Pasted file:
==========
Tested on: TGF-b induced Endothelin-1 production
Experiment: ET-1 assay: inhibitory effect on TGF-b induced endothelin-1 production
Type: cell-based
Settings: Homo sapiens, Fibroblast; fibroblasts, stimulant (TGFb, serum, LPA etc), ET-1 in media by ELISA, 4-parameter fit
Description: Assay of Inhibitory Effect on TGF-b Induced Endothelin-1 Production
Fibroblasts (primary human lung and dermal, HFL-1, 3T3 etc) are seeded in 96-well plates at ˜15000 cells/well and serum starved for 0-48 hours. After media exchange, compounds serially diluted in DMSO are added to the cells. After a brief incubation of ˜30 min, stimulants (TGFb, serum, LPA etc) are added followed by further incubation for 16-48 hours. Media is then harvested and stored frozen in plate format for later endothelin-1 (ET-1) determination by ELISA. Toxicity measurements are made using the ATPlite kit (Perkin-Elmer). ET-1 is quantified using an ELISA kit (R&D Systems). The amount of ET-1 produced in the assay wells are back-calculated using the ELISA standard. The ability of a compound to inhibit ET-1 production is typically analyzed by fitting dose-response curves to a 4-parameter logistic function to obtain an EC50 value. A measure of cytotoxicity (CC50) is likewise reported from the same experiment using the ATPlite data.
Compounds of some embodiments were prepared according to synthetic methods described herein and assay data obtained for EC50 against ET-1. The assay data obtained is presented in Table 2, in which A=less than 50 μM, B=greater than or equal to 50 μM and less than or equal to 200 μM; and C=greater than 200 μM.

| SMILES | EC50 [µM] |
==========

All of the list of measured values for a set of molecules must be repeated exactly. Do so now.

Tested on: TGF-b induced Endothelin-1 production
Experiment: ET-1 assay: inhibitory effect on TGF-b induced endothelin-1 production
Type: cell-based
Settings: Homo sapiens, Fibroblast; fibroblasts, stimulant (TGFb, serum, LPA etc), ET-1 in media by ELISA, 4-parameter fit
Description: Assay of Inhibitory Effect on TGF-b Induced Endothelin-1 Production
Fibroblasts (primary human lung and dermal, HFL-1, 3T3 etc) are seeded in 96-well plates at ˜15000 cells/well and serum starved for 0-48 hours. After media exchange, compounds serially diluted in DMSO are added to the cells. After a brief incubation of ˜30 min, stimulants (TGFb, serum, LPA etc) are added followed by further incubation for 16-48 hours. Media is then harvested and stored frozen in plate format for later endothelin-1 (ET-1) determination by ELISA. Toxicity measurements are made using the ATPlite kit (Perkin-Elmer). ET-1 is quantified using an ELISA kit (R&D Systems). The amount of ET-1 produced in the assay wells are back-calculated using the ELISA standard. The ability of a compound to inhibit ET-1 production is typically analyzed by fitting dose-response curves to a 4-parameter logistic function to obtain an EC50 value. A measure of cytotoxicity (CC50) is likewise reported from the same experiment using the ATPlite data.
Compounds of some embodiments were prepared according to synthetic methods described herein and assay data obtained for EC50 against ET-1. The assay data obtained is presented in Table 2, in which A=less than 50 μM, B=greater than or equal to 50 μM and less than or equal to 200 μM; and C=greater than 200 μM.

| SMILES | EC50 [µM] |